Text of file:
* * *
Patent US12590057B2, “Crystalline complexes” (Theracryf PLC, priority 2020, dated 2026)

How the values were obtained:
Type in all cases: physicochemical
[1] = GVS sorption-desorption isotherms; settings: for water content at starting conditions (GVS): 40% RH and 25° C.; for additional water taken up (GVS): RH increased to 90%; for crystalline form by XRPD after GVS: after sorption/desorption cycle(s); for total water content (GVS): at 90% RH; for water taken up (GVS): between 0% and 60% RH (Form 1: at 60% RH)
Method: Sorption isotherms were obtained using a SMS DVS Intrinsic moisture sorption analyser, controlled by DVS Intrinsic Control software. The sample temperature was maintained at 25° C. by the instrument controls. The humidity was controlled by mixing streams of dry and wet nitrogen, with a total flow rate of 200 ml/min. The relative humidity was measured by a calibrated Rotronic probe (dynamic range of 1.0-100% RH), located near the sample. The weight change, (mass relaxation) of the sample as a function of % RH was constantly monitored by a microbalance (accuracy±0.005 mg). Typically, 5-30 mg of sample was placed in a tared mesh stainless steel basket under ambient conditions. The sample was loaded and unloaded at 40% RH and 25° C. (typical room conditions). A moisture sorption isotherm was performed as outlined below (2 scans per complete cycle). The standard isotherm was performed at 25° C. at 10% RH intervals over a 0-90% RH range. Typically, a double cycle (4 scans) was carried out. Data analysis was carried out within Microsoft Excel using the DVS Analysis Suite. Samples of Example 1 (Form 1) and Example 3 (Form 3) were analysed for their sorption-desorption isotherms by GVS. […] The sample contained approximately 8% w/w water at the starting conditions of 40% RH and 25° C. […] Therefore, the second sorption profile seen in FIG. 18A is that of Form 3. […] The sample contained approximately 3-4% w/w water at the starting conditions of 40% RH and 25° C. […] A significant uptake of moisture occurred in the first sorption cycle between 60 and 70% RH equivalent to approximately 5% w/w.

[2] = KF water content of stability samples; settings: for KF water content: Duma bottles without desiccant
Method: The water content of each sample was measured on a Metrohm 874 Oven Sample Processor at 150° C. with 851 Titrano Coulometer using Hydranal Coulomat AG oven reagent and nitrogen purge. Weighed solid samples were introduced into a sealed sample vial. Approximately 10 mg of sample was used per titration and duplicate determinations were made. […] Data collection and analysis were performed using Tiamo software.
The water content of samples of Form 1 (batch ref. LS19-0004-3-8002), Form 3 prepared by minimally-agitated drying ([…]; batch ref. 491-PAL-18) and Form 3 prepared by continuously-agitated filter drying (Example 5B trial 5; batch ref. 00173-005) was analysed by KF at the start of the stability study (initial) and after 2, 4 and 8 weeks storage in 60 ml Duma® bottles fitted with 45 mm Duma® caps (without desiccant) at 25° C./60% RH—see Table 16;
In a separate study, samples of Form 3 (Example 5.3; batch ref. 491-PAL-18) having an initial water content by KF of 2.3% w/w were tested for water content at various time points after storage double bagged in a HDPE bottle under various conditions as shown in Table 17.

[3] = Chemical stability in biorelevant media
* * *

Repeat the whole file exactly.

Patent US12590057B2, “Crystalline complexes” (Theracryf PLC, priority 2020, dated 2026)

How the values were obtained:
Type in all cases: physicochemical
[1] = GVS sorption-desorption isotherms; settings: for water content at starting conditions (GVS): 40% RH and 25° C.; for additional water taken up (GVS): RH increased to 90%; for crystalline form by XRPD after GVS: after sorption/desorption cycle(s); for total water content (GVS): at 90% RH; for water taken up (GVS): between 0% and 60% RH (Form 1: at 60% RH)
Method: Sorption isotherms were obtained using a SMS DVS Intrinsic moisture sorption analyser, controlled by DVS Intrinsic Control software. The sample temperature was maintained at 25° C. by the instrument controls. The humidity was controlled by mixing streams of dry and wet nitrogen, with a total flow rate of 200 ml/min. The relative humidity was measured by a calibrated Rotronic probe (dynamic range of 1.0-100% RH), located near the sample. The weight change, (mass relaxation) of the sample as a function of % RH was constantly monitored by a microbalance (accuracy±0.005 mg). Typically, 5-30 mg of sample was placed in a tared mesh stainless steel basket under ambient conditions. The sample was loaded and unloaded at 40% RH and 25° C. (typical room conditions). A moisture sorption isotherm was performed as outlined below (2 scans per complete cycle). The standard isotherm was performed at 25° C. at 10% RH intervals over a 0-90% RH range. Typically, a double cycle (4 scans) was carried out. Data analysis was carried out within Microsoft Excel using the DVS Analysis Suite. Samples of Example 1 (Form 1) and Example 3 (Form 3) were analysed for their sorption-desorption isotherms by GVS. […] The sample contained approximately 8% w/w water at the starting conditions of 40% RH and 25° C. […] Therefore, the second sorption profile seen in FIG. 18A is that of Form 3. […] The sample contained approximately 3-4% w/w water at the starting conditions of 40% RH and 25° C. […] A significant uptake of moisture occurred in the first sorption cycle between 60 and 70% RH equivalent to approximately 5% w/w.

[2] = KF water content of stability samples; settings: for KF water content: Duma bottles without desiccant
Method: The water content of each sample was measured on a Metrohm 874 Oven Sample Processor at 150° C. with 851 Titrano Coulometer using Hydranal Coulomat AG oven reagent and nitrogen purge. Weighed solid samples were introduced into a sealed sample vial. Approximately 10 mg of sample was used per titration and duplicate determinations were made. […] Data collection and analysis were performed using Tiamo software.
The water content of samples of Form 1 (batch ref. LS19-0004-3-8002), Form 3 prepared by minimally-agitated drying ([…]; batch ref. 491-PAL-18) and Form 3 prepared by continuously-agitated filter drying (Example 5B trial 5; batch ref. 00173-005) was analysed by KF at the start of the stability study (initial) and after 2, 4 and 8 weeks storage in 60 ml Duma® bottles fitted with 45 mm Duma® caps (without desiccant) at 25° C./60% RH—see Table 16;
In a separate study, samples of Form 3 (Example 5.3; batch ref. 491-PAL-18) having an initial water content by KF of 2.3% w/w were tested for water content at various time points after storage double bagged in a HDPE bottle under various conditions as shown in Table 17.

[3] = Chemical stability in biorelevant media